Stanley Cup Finals Betting Preview: Kings vs. Devils Odds and Prediction
by Trevor Whenham - 5/29/2012
There are a lot of people who will tell you that this is a disappointing or underwhelming Stanley Cup Finals pairing. Those people are just plain wrong.
Sure, it doesn’t look like much when a No. 6 seed meets a No. 8 seed in the battle for the nicest trophy in sports. Neither of these teams is what you would typically expect from their seeds, though.
Both teams started off the season below their potential, and have only started playing like they clearly could now that it matters most. Both teams have been very impressive getting here, and though one team has a clear edge in the eyes of oddsmakers (The Kings are favored at -170 to win the series according to Bovada), the games should be tight and entertaining.
For this Stanley Cup preview, let’s look at which team has the edge in four crucial categories:
The guys with the big pads are almost always the biggest single factor in the outcome of the Stanley Cup Finals. This year we are in for a particular treat because the storylines couldn’t be more intriguing.
The Devils feature the legendary Martin Brodeur. He turned 40 during these playoffs, and he has been at the top of the game ever since winning the Calder Trophy as Rookie of the Year in 1994. His list of accomplishments is staggering — most games played and won, most playoff shutouts, and on and on. He is showing signs of his age, but he has been very strong in the playoffs — gaining confidence and improving his play as they have progressed.
On the other side you have Jonathan Quick. The 26 year old only played his first NHL game in December of 2007, but he has quickly emerged as one of the truly elite goalies in the game — and he is well poised to win his first Vezina Trophy this year. Quick has been absolutely incredible in these playoffs — a stone wall. He’s the biggest reason the Kings are where they are, and with the confidence and effectiveness he has shown all year — the guy had 10 shutouts in the regular season! — he is the biggest reason they are heavily favored to keep winning.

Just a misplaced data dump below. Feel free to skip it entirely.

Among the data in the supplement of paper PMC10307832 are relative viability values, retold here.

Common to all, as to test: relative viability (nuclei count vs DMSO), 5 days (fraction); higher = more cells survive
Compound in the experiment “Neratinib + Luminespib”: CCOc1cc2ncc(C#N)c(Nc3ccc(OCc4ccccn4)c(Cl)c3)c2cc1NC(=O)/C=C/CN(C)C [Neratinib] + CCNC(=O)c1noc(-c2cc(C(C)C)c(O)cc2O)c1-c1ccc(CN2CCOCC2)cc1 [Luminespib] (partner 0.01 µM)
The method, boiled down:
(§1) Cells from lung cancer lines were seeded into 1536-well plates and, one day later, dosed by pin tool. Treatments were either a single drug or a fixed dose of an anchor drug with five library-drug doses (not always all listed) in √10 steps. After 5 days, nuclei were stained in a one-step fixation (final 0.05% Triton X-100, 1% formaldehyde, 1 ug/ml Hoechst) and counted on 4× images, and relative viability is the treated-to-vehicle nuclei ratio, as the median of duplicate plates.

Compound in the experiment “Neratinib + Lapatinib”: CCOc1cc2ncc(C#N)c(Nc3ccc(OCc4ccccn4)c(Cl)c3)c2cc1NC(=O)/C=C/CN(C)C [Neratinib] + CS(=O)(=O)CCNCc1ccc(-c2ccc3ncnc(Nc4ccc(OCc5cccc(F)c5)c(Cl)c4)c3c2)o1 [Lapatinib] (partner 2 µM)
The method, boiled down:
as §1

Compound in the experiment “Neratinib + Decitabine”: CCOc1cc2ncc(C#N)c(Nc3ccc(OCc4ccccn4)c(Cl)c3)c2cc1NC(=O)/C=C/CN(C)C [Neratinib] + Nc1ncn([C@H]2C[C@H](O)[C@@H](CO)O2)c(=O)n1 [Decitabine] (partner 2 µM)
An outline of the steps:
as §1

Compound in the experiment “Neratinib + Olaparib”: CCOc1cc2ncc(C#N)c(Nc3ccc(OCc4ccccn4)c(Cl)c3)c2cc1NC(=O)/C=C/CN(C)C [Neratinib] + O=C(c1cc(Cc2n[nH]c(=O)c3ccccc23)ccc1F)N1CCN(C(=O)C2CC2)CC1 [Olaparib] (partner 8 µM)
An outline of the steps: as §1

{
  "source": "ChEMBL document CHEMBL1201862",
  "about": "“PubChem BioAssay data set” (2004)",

Edge: L.A. Kings
Both guys behind the bench have piloted remarkable turnarounds in a short time.
Peter DeBoer took over the Devils this season after three largely-frustrating years in Florida. His was a new style for the team, and it took a while for the squad to buy into his vision. Clearly they have done so now, though. He has out-coached his opponent in the last two rounds, and he shouldn’t be intimidated here.
Darryl Sutter’s job this year may be even more impressive because he has had less time to work with his team. His first game with the Kings came on Dec. 22 of this year, and the team was seriously underachieving at that time. He got them back on track, though the progress wasn’t rapid and they almost missed the playoffs. Once the postseason started, though, it was a different, far more impressive story.
While Sutter’s turnaround has been more dramatic, DeBoer had more work to do to establish his credibility with his players — Sutter is a well-known and respected figure, while DeBoer has had all his success in junior hockey, and he had only coached a bad team poorly enough to be fired in the NHL.
What’s refreshing about both of these teams and key to their success is that their best players have been playing like their best players. Ilya Kovalchuk and Zach Parise have led the way offensively for the Devils, while captain Dustin Brown and Anze Kopitar have played well for the Kings. Both have had competent guys really elevate their game as well — Dustin Penner for L.A. and Travis Zajac for New Jersey.
The Devils have gotten spectacular play from rookie Adam Henrique, while former Philadelphia teammates Jeff Carter and Mike Richards have been sound for the Kings. The Devils have better numbers, but they have also played four more games. Neither team here is offensively driven or highly explosive, but both teams have more than enough ways to hurt an opponent and win a game.
The Kings have allowed three goals just twice in 14 games, and they never have allowed more than that. New Jersey has allowed four goals three different times but not since the first game of the second round. They have been much stronger since then, and were particularly sharp against the Rangers.
L.A. has been better overall defensively, and a big part of the reason for that is Drew Doughty. He has continued his emergence as the best young defenseman in the league, and has easily been the best defenseman in these playoffs. The only guy who can come close to him in terms of overall performance this offseason is New Jersey’s Bryce Salvador. The difference between the two is that Salvador seems to be overachieving, while Doughty is just playing like he is capable of.
I think this will be a tight and entertaining series. Ultimately, though, the Kings are just playing better. They are deeper, have better goaltending, and are more rested. The records don’t show it, but on paper the Kings are a better team, and they are now ready to demonstrate it. This will be the hardest series the Kings have played so far, but they should hoist the cup in six games.
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